Amateur Radio in Australia (VKFAQ)

QRP - low power operation

Yaesu FT-817 portable transceiver

Yaesu FT-817

The FT-817 is a success story for Yaesu. While the FT290, 790 and 690 offered 3w portable operation on the 144, 432 and 50 MHz bands respectively, the FT817 provides 5w on those three VHF/UHF bands and on all the HF bands as well. It has been enthusiastically accepted by many operators who take it backpacking through mountain ranges, use it as an IF for microwave bands or even adopt it as their main radio for home use. It is the most popular radio for SOTA operators in Australia.

Low power operation (QRP)

Some amateur operators enjoy the challenge of communicating with others, using low power.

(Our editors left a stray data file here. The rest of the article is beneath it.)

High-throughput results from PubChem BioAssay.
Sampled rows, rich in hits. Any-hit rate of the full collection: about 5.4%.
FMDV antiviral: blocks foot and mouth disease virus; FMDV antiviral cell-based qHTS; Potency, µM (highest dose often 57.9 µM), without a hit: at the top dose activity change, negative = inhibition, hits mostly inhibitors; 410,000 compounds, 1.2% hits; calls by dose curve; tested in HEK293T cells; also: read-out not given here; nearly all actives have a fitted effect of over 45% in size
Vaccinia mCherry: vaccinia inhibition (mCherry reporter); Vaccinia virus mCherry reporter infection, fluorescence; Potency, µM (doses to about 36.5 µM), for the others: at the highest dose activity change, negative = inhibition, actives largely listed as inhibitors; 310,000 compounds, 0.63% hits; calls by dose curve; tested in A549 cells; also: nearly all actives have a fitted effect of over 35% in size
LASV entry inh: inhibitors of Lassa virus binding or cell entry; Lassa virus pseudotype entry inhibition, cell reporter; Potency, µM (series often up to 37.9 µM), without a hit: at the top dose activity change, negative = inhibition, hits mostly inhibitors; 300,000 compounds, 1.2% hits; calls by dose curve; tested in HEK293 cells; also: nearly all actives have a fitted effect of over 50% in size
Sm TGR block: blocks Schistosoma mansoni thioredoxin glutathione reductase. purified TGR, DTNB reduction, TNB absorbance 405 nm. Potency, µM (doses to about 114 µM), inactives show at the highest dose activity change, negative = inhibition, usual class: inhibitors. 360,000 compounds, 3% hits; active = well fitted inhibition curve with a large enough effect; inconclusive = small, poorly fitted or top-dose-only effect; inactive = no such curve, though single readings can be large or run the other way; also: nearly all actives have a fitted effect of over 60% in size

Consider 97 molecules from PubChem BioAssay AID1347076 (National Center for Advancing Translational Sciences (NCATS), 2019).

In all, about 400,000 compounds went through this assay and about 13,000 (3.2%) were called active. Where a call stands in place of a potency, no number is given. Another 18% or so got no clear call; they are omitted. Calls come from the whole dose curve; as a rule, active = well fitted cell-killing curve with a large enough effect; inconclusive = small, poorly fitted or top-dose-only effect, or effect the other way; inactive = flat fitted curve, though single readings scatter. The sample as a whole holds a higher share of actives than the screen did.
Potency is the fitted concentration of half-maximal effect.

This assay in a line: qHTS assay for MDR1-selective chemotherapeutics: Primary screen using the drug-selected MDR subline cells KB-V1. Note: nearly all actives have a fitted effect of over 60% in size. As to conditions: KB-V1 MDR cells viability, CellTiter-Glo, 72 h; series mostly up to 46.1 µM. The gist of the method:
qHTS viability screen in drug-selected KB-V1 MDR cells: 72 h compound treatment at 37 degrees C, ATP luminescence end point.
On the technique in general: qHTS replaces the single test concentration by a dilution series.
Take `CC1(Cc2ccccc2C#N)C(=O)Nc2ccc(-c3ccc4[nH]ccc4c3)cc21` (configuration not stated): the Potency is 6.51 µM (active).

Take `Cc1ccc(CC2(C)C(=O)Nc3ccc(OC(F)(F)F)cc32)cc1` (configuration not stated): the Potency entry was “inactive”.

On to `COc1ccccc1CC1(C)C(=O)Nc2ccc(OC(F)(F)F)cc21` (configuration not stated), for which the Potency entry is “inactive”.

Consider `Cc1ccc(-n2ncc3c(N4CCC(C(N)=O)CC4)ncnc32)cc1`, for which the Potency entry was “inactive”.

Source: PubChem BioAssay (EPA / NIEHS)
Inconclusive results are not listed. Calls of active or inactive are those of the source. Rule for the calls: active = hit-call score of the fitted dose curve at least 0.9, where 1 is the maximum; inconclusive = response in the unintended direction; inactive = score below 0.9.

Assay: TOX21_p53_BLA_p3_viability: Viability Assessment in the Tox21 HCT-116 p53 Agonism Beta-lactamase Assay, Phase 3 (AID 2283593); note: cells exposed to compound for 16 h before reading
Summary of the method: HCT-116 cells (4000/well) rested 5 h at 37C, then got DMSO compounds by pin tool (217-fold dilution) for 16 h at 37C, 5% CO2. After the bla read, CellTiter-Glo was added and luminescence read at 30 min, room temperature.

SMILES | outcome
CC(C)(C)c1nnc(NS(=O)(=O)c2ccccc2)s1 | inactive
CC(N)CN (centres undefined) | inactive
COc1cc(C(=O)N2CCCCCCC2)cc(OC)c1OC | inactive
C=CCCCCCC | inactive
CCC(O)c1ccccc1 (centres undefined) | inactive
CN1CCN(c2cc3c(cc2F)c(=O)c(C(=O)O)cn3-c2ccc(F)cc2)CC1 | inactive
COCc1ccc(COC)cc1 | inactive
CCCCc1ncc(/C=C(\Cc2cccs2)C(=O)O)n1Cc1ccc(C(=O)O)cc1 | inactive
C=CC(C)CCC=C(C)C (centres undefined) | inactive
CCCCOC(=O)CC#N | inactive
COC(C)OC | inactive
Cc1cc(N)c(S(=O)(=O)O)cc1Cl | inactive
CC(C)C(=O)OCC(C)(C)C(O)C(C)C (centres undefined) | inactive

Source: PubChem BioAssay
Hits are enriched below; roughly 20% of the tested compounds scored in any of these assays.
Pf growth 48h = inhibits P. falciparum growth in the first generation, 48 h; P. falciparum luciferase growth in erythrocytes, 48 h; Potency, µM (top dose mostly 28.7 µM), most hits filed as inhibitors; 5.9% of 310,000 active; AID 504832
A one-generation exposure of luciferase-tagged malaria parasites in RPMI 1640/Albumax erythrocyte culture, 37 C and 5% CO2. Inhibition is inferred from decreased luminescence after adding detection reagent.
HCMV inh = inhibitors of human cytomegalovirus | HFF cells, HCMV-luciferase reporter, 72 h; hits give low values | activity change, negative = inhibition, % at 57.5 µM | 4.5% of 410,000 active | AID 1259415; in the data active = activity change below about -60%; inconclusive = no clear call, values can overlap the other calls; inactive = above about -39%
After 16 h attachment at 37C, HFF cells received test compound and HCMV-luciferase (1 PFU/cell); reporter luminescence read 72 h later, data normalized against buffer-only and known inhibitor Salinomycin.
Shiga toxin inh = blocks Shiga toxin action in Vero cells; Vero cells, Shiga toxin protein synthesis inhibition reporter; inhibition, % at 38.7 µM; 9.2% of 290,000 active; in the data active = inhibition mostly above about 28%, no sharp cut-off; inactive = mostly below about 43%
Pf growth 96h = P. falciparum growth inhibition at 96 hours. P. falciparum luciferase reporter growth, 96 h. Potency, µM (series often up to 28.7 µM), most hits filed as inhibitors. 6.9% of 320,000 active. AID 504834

With just a few watts of output power (or even less for the more dedicated), a good operator can even make international contacts. There are special interest groups supporting QRP operators, and many enthusiasts design and build their own equipment, some quite compact. The keys to successful low power operation are good antennas, good operating techniques, effective use of radio propagation conditions and reliable equipment. Because of its superior efficiency, most QRP contacts are made with the CW mode, though SSB QRP can also be very rewarding.

The CW Operators QRP Club supports QRP activity by running contests and nets, publishing a quarterly magazine (Lo-Key), issuing awards and making hard to obtain parts available to members.   There is a mailing list for QRPers in Australia and New Zealand. Information on subscribing to this list and Australian QRP in general can be found on the Australian QRP Home Page.

As SOTA is often a QRP operation for activators, it is proving every day how easy it is to make contacts with 5 watts or less. A new page about SOTA on this site is on the way.

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